Sharks Tab Former Player To Lead Baseball Team

Adrian Morales has won two Division I National Championships and played professional baseball in the Kansas City Royals organization. 

Now he has another accomplishment to add to his resume: Miami Dade College selected Morales, who served as an assistant and recruiter under Danny Price for the last three years, as the team’s new head baseball coach. 

Adrian Morales is the new head coach.
Impressive Resume: Adrian Morales won two Division I National Championships as a player at the University of South Carolina. He also played for two years in the Kansas City Royals’ minor league system.

Morales, 31, was offered the position in late August. It had been vacant since June after Price announced he was stepping down.  

“I’ve been preparing for this since I got released from pro baseball. I was made for this, I’ve been doing this since I played,” Morales said.“I feel really good about what I have. There’s no pressure. We work. So if you work and are prepared, by the time the season comes, it’s going to be fun.”  

His life has revolved around baseball since he was three years old. His mom, Mayra Morales,  took him to watch his older brother’s little league games in Hialeah, and that’s where his passion for the sport began.

“[My mom] made sure we stayed out of trouble and in sports,” Morales said. “She’s the reason I am who I am.” 

Morales developed into a star at Miami Springs Senior High School. In his senior year, he hit five home runs, 32 RBI and posted a .446 batting average. After the season, he was named to the All-Dade First Team. 

He played two seasons at MDC in 2008 and 2009, under former head coach Steve Hertz. Morales helped the team win back-to-back Southern Conference Championships and was named First Team All-Southern Conference and First Team All-State. At MDC, Morales was a team leader and established a good relationship with Hertz and his pitching coach Kevin Long.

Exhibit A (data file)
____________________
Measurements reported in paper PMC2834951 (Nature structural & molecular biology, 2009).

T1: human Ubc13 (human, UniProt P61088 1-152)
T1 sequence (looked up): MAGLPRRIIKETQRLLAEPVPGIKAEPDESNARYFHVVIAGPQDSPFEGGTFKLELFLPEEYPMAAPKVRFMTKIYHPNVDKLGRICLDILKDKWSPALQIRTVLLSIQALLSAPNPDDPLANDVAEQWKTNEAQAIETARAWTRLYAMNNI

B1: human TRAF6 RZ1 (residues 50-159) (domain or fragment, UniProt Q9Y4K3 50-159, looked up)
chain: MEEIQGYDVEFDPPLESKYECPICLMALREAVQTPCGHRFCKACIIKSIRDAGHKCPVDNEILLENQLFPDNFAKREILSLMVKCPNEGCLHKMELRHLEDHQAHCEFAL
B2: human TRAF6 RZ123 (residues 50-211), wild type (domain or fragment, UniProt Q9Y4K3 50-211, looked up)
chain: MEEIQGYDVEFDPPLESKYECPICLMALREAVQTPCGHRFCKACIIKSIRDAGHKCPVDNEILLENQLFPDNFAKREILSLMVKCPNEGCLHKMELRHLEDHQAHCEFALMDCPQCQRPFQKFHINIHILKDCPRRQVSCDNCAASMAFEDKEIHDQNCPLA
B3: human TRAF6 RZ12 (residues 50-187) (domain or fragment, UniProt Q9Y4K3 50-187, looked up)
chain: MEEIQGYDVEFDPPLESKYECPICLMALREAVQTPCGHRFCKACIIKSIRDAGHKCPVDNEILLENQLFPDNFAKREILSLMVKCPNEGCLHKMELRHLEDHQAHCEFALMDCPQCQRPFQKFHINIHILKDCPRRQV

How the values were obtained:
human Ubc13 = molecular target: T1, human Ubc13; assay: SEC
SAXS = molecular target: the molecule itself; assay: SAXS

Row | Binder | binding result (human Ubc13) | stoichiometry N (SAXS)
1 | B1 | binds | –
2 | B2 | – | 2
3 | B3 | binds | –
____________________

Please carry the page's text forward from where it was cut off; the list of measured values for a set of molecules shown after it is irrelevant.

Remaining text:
In 2009, Morales was drafted by the Houston Astros, but he decided to continue his career at the University of South Carolina.

He won two National Collegiate Athletic Association National Championships under former head coach Ray Tanner. Morales was an integral part of the team. In two seasons with the Gamecocks, he collected 137 base hits, 31 doubles and had a .277 batting average.

In 2011, Morales was drafted in the 49th round of the Major League Baseball Draft by the Kansas City Royals and played in their minor league system, last playing for the Class A team, the Lexington Legends. After two years, the organization released him. He went back to the University of South Carolina to earn a bachelor’s degree in criminal justice while serving as a student assistant coach on the baseball team during the 2013-14 season.

Morales returned to Miami and began his coaching career at Coral Gables Senior High School in 2015. But he soon realized that high school baseball was not the level he wanted to coach at.

An assistant coaching position opened up at MDC the following year. 

“Coach Price took a chance on me because he didn’t know me, but coach Hertz and coach Long, those coaches vouched for me,” Morales said.” Last year [Price] kind of took me under his wing and showed me everything because he wanted me to be the head guy here.”

Morales’ familiarity with the Sharks and the high schools that surround it made for a seamless transition. 

“He is very demanding because he likes to do things well but he is always there when you need him,” said sophomore infielder Raphy Almanzar. “If you have struggles batting, fielding or even with your classes, he is always there for us.” 

Morales describes his coaching style as tough and direct. He has been strongly influenced by the coaching methods of Hertz, Tanner and Price. He expects to lead the Sharks to a National Junior College Athletics Association Southern Conference Championship this season.

“I’m really happy he was named baseball coach because he is a very good fit for that position,” Price said. “Adrian was definitely qualified and it speaks well about Miami Dade College when you can recommend and hire within.”